From Mojave in System Preferences / Software Update, I'm trying to update to Catalina.

Catalina takes about 8 GB.

The network cable was a bit loose, and after about 6 GB (75%), someone touched the cable and the download was interrupted with an error message: "Network connection was lost!".

I just clicked "Ok" (no reboot...) and was offered the update again. That I did. But the updater started almost from the beginning! (from 512 MB to be precise!). I was expecting MacOS to use the part that was already downloaded (or at least most of it), in order to spare another 30 minutes download!

Is there a way (update from command line...) to tell MacOS to consider using the part of the file that was already downloaded at the time of the disconnection?

  • 1
    wget could do that, if the installer goes to a reachable place like Applications. wget -c link
    – anki
    Mar 26, 2020 at 7:48
  • Try running softwareupdate -d in the Terminal. Check what is in /Library/Updates.
    – lhf
    Aug 27, 2020 at 1:03

3 Answers 3


As far as I'm aware this is not possible, the update process gets interrupted and the temporary download gets removed.

This is inefficient, but due to the tool softwareupdate being apple proprietary there is no at home fix for this. To prevent this from happening in the future, you might be able to download the update manually with wget from a server that supports download continuation. (Most webservers these days)
But unless you're heavily starved on a data cap, just restarting the download from start saves you from a headache


Out of curiosity, considering you asked this 5 months ago, have you still not updated yet?

Nevertheless, here's my answer:

As far as I'm aware, if the connection is lost, the software update is cancelled, and there usually is no easy way to restart from where it was lost. A cancellation by definition usually involves the loss of progress.

I suppose, however, that there may be some obscure method by which this might be possible (I see a few comments which have various suggestions), but to be honest, its far more reasonable to simply redo the update than to take the risk to tamper with the software which runs your Mac, especially during a major MacOS update. Its simply not worth taking the risk to save 30 minutes.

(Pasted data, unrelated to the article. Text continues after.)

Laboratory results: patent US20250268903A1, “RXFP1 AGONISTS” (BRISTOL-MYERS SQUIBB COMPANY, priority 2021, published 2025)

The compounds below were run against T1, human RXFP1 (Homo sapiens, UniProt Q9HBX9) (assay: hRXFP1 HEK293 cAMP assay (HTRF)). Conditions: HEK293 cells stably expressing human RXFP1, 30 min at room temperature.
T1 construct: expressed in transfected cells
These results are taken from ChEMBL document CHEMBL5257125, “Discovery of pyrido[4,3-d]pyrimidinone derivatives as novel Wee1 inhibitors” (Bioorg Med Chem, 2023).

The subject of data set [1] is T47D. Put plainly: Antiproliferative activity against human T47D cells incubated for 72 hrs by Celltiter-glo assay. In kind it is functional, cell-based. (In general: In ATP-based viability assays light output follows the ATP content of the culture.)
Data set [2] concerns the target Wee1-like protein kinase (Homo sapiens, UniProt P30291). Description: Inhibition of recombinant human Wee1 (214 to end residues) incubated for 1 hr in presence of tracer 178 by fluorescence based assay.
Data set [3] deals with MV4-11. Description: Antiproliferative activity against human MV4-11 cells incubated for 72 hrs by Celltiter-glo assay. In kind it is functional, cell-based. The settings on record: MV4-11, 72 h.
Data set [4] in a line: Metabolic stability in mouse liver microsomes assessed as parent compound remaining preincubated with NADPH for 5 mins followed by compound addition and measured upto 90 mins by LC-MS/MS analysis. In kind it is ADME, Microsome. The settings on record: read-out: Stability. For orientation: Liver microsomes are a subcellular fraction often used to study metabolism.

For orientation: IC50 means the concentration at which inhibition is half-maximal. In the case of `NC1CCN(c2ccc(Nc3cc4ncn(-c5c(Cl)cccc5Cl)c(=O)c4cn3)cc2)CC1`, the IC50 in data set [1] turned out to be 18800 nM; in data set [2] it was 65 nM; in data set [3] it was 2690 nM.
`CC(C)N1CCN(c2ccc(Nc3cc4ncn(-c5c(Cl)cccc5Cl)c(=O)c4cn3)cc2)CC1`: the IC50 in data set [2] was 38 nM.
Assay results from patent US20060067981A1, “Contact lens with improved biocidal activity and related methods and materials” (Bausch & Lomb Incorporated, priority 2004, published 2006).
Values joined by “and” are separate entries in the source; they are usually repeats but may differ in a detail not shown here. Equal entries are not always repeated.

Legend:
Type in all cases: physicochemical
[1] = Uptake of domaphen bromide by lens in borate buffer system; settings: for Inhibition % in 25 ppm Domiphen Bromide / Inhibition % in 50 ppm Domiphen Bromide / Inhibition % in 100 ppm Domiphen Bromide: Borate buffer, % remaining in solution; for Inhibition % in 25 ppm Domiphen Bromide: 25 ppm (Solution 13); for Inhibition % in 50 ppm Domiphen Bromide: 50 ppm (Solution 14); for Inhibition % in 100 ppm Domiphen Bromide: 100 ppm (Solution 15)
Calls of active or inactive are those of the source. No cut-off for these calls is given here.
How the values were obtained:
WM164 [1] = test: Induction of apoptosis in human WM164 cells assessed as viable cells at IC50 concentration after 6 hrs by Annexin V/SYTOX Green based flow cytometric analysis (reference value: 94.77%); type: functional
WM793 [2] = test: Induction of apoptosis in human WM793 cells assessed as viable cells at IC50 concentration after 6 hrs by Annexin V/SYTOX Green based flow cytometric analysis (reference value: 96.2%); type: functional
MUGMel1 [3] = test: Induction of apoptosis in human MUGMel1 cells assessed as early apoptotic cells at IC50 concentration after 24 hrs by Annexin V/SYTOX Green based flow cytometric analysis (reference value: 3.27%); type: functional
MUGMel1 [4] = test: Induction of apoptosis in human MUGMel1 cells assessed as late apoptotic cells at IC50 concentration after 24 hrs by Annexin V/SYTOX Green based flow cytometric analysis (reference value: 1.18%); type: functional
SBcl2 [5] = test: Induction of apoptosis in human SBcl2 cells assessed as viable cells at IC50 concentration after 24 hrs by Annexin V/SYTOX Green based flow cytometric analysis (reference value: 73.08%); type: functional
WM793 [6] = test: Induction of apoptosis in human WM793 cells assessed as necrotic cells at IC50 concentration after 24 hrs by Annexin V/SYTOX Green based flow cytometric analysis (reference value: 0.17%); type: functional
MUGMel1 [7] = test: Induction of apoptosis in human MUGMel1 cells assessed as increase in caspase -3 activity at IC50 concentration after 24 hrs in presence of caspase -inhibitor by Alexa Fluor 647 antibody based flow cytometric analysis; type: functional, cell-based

I'm sure many people have had this sort of issue and wanted to do this before and if it was that simple Apple probably would've already made it so that you could start off from where you left. This suggests that it is not, so stay on the safe side.


So conclusion - maybe there is some complicated method which would do this, but my advice: don't risk it, just take a few extra minutes and you'll be safe, rather than sorry.

  • 2
    I'm inclined to agree here. This is probably the most sensible and most helpful answer to this question because of the ambiguity surrounding some possible methods (as Gill elucidated). +1.
    – global05
    Aug 29, 2020 at 9:26
  • Upgraded (of course). This is for future ordeals
    – Déjà vu
    Aug 29, 2020 at 10:18
  • 1
    Good to know. It's certainly interesting to know, but personally I wouldn't invest the time into finding some obscure method which is not widespread and thus not really proved to be safe, all to save a few minutes. Feel free to award the bounty to someone who does find one if you really want, though I think it might send the wrong message considering the only way for anybody to test if it works is to do it themself (sounds like recipe for disaster) which could cause unnecessary harms, especially to new visitors to the site. If it's reputed though (which I have not heard of), I suppose it's ok.
    – global05
    Aug 29, 2020 at 10:26

In most cases a "stuck" update can be fixed by booting into the Safe mode - reboot holding down shift key - and at the login screen, click restart and let system reboot normally.


  • Does this answer the question?
    – global05
    Aug 29, 2020 at 23:18

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